Island’s road collision casualty rate is ‘higher than rest of UK’

Picture: ROB CURRIE. (38205004)

JERSEY has a higher proportion of road traffic casualties than the UK, Ireland and many other European countries, a new report has found.

The 2023 Road Traffic Collision and Casualty Update also highlighted that most collisions in the Island involved pedestrians and cyclists – classified as “vulnerable road users”.

The update used figures collected by the States police to analyse trends and identify what measures are needed to make the roads safer.

The report stated: “Jersey has a higher proportion of road traffic casualties compared to mainland Great Britain, other British Islands, and many European countries. The Island’s vulnerable road users are over-represented in our collision and casualty data, especially cyclists and motorcyclists.

Young drivers and young moped and motorcycle riders also form disproportionately high percentages of road users involved in collisions. Future road safety programmes and behavioural change initiatives will need to address casualty levels among these classifications of road user.”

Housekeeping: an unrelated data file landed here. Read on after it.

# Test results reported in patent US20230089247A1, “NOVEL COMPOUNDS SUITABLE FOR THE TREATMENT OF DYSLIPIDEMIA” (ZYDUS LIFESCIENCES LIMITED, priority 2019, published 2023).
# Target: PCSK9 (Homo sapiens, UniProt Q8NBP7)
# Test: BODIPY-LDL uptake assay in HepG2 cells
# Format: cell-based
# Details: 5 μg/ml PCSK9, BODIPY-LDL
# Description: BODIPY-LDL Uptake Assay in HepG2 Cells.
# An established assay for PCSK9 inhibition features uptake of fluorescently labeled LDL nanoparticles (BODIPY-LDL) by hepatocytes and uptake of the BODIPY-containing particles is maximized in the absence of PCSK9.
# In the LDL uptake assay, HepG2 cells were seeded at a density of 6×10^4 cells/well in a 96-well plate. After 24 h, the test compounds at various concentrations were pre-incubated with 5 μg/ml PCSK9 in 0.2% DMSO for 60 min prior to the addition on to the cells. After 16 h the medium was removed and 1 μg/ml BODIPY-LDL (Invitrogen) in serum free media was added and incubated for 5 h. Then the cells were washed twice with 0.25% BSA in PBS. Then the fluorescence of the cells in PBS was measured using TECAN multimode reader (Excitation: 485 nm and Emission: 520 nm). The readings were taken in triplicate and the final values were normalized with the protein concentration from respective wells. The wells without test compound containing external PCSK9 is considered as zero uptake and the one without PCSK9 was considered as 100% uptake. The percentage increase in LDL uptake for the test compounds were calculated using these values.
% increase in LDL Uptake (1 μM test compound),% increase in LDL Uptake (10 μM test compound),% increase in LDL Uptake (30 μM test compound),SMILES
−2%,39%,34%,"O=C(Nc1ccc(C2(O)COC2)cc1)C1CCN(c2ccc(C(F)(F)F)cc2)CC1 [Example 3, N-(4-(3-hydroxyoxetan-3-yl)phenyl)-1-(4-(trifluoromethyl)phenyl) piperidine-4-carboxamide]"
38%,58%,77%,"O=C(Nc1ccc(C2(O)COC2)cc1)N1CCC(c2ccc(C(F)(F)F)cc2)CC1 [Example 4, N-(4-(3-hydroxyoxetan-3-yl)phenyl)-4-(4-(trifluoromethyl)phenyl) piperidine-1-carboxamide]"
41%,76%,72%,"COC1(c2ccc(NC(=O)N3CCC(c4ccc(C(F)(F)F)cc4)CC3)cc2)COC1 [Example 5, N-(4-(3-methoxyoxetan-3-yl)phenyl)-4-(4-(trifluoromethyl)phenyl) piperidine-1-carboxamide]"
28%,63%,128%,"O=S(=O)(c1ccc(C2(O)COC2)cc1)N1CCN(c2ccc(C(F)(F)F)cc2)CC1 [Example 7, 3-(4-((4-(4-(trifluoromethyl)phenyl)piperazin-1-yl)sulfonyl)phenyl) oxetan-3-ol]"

The number of serious incidents on Jersey’s roads has been falling over the past ten years, but a drop during 2020 and 2021 was due to the Covid-19 pandemic, when working from home saw the traffic levels fall dramatically.

The number of collisions involving cyclists and pedestrians rose after Covid restrictions were lifted.

Commenting on the report, Infrastructure Minister Andy Jehan said: “Behind the data is a human story, and I am mindful of the impact on those who have experienced tragedies because of a road collision.

“I am committed to working on reducing the number of casualties on our roads, with the goal of striving towards a safer future for all road users.”

He said road traffic laws would be reviewed and updated, and there would be infrastructure improvements such as safer pedestrian crossings and cycle routes, especially in the east of the Island.

Deputy police chief Scott Hall said the update provided “crucial insights into the patterns and outcomes of road traffic collisions in Jersey”.

He added: “Our data underscores the importance of targeted interventions and infrastructure improvements to protect our most vulnerable road users, including pedestrians and cyclists,” he added.

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